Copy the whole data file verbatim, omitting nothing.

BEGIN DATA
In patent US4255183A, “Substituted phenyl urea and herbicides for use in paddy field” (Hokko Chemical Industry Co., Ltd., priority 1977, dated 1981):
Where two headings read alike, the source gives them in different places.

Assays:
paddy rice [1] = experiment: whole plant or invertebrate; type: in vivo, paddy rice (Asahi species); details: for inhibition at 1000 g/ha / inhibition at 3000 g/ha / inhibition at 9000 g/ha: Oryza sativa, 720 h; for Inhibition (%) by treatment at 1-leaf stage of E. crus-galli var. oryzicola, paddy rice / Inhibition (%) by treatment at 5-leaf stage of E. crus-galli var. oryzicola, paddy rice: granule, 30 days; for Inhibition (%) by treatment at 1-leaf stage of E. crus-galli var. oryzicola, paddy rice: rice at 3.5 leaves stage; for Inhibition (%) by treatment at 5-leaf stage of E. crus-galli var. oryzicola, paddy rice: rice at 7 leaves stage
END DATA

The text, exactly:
In patent US4255183A, “Substituted phenyl urea and herbicides for use in paddy field” (Hokko Chemical Industry Co., Ltd., priority 1977, dated 1981):
Where two headings read alike, the source gives them in different places.

Assays:
paddy rice [1] = experiment: whole plant or invertebrate; type: in vivo, paddy rice (Asahi species); details: for inhibition at 1000 g/ha / inhibition at 3000 g/ha / inhibition at 9000 g/ha: Oryza sativa, 720 h; for Inhibition (%) by treatment at 1-leaf stage of E. crus-galli var. oryzicola, paddy rice / Inhibition (%) by treatment at 5-leaf stage of E. crus-galli var. oryzicola, paddy rice: granule, 30 days; for Inhibition (%) by treatment at 1-leaf stage of E. crus-galli var. oryzicola, paddy rice: rice at 3.5 leaves stage; for Inhibition (%) by treatment at 5-leaf stage of E. crus-galli var. oryzicola, paddy rice: rice at 7 leaves stage